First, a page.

Marshall Plumlee C (6-11, 200)
2011, Warsaw, Ind. / Christ School (NC)
Plumlee has continued to improve. He is still a work in progress both physically and skill wise but is talented and has a terrific upside. Plumlee has an excellent basketball IQ and fundamentally sound for a young player his size. He runs the floor well and is mobile. At times he will shy away from contact but as he adds strength that should change because he competes on both ends of the floor. On defense he plays with his hands up and blocks and charges shots because he does a nice job of making the opponent shoot over him. Plumlee has good hands and footwork in the post. He likes to post on the left low block and spin baseline or drop step and use his height to score over the top. Plumlee also has the ability to step out of the low post and be very affective. He has an excellent shooting stroke and knocked 15 foot jumpers with great confidence. Passing under pressure and out of the post when doubled is an area of improvement for this young post. At times he allows the defense to speed him up and he may rush to get rid off the ball that will result in a turnover. Post players tend to develop at a slower rate the guards and Plumlee is no different but when he hits his peak watch out!
Brandon Spearman SG (6-3, 185)
2010, Chicago, Ill./Simeon (Illinois Warriors)
Spearman is a strong physical guard that plays with energy and urgency. He attacks the rim in transition and can finish through contact. He is a sneaky athletic vertical jumper that will finish above the rim with a clear path. He is quick with the ball and his handle is good enough to get to the rim and score with his strength or acrobatic layup on either side of the rim. Spearman is an improved shooter that can knock down the open three with time and space but is streaky at best with his number one asset being to beat defenders off the bounce. He runs the floor on every possession and will also defensive rebound and start the break. If Spearman is not controlled in transition by the time he arrives at the top of the key there is a great chance he will score or draw a foul. At times he will force the action one on one or the defense will surround him and he will take a bad shot but you can live with it because he is being aggressive and it has not developed into a habit yet. Spearman works on the defensive end as well. He pressures the ball and has great anticipation in the passing lanes. He is strong enough to defend both wing positions because of his consistent effort. Spearman is one to watch this spring and summer.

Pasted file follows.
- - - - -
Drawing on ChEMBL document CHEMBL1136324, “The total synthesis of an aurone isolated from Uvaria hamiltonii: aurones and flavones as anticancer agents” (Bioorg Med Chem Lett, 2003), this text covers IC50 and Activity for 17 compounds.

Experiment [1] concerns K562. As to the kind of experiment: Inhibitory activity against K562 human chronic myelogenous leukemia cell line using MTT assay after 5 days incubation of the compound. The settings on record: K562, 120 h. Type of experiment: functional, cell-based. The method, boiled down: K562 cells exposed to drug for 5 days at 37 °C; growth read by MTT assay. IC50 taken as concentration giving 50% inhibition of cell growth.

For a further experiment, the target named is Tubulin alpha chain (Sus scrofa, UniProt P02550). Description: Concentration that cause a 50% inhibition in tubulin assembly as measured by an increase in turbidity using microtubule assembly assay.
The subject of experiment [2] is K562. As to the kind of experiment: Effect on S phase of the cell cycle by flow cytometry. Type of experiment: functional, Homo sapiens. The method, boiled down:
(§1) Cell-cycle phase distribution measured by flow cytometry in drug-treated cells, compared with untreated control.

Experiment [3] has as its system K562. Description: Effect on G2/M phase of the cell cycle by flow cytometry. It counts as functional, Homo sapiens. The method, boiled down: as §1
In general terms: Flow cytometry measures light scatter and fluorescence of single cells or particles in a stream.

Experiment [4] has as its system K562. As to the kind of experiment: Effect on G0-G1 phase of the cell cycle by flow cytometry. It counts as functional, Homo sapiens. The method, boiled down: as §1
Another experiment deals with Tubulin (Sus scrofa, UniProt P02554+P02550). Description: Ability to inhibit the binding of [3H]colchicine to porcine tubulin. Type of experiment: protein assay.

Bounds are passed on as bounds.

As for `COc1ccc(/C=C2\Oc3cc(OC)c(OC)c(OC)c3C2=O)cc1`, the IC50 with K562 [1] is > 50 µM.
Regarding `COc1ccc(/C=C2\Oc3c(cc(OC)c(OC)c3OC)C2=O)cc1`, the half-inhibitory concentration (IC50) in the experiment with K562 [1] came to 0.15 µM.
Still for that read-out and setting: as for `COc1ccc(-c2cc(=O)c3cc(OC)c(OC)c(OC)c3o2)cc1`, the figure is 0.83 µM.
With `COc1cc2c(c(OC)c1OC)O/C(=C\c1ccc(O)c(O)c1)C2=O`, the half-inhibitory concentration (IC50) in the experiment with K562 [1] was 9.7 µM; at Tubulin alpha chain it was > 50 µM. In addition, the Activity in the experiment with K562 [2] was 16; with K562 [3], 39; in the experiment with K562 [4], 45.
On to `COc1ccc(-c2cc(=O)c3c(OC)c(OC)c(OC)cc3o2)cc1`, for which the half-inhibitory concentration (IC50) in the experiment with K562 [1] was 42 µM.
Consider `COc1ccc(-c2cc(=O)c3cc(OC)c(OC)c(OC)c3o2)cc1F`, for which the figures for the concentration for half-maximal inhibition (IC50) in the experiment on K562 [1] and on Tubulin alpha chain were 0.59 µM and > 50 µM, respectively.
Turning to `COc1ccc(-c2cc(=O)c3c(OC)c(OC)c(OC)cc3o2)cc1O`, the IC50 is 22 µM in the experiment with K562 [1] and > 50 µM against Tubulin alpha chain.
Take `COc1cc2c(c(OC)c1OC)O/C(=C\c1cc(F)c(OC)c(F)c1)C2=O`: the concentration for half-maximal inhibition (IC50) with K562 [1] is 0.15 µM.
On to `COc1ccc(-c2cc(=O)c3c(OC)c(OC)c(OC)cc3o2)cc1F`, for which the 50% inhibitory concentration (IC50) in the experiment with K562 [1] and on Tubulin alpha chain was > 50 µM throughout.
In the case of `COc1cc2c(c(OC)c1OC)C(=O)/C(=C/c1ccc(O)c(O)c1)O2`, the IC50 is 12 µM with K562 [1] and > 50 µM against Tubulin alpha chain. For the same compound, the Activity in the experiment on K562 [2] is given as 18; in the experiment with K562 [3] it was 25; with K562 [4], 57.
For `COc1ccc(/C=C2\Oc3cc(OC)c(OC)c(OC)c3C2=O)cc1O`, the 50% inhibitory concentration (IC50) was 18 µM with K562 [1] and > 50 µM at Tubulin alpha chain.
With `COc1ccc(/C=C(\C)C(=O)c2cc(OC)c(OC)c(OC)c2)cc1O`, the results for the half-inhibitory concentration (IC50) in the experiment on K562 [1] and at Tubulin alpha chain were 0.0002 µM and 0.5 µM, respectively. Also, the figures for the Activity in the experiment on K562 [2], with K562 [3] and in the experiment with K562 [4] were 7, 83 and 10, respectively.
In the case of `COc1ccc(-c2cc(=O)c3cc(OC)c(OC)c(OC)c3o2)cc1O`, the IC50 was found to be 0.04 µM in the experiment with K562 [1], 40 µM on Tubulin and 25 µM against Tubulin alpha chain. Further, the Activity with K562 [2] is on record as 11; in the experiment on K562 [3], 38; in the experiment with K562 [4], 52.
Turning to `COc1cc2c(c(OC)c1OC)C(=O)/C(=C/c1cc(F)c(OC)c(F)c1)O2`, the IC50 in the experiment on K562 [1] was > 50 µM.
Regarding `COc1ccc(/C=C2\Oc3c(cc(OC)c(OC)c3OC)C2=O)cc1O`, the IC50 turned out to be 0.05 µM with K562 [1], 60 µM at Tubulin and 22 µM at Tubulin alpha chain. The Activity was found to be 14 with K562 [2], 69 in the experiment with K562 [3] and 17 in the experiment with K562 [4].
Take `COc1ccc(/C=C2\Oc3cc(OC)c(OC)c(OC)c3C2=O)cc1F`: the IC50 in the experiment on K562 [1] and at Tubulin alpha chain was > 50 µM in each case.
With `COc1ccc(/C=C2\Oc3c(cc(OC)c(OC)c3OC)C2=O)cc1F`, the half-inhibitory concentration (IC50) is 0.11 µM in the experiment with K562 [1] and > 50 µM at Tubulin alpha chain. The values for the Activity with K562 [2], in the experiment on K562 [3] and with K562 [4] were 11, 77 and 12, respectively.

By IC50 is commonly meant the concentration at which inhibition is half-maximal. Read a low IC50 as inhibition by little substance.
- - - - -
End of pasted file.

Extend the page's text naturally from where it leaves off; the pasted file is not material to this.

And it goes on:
Terone Johnson PG/SG (6-2, 190)
2010, Indianapolis, Ind. /North Central, Committed to Purdue (Eric Gordon All Stars)
Johnson seemed to get better as the weekend went on. He shot the ball well from three off the catch and dribble. He was more aggressive to score than when I seen him during the high school season. Johnson played the point and ran the wing from the shooting guard position and was very affective in both positions. He did a great job of taking what the defense gave him then after he got in a rhythm he took what he wanted. When the defense was playing off he knocked down the three. As the defense closed out on him he shot faked and attacked the lane. Johnson hit the pull up jumper off one or two strong dribbles or got all the way to the rim where he is plenty strong and physical enough to finish through contact. He had a few scoring flurries where he really showed his ability to score. Johnson made good decisions with the ball as well. He found the open man when he penetrated and attacked a second defender. Defensive rebounded and started the break and was a physical defender at times. When Johnson is in attack mode he can be tough to defend.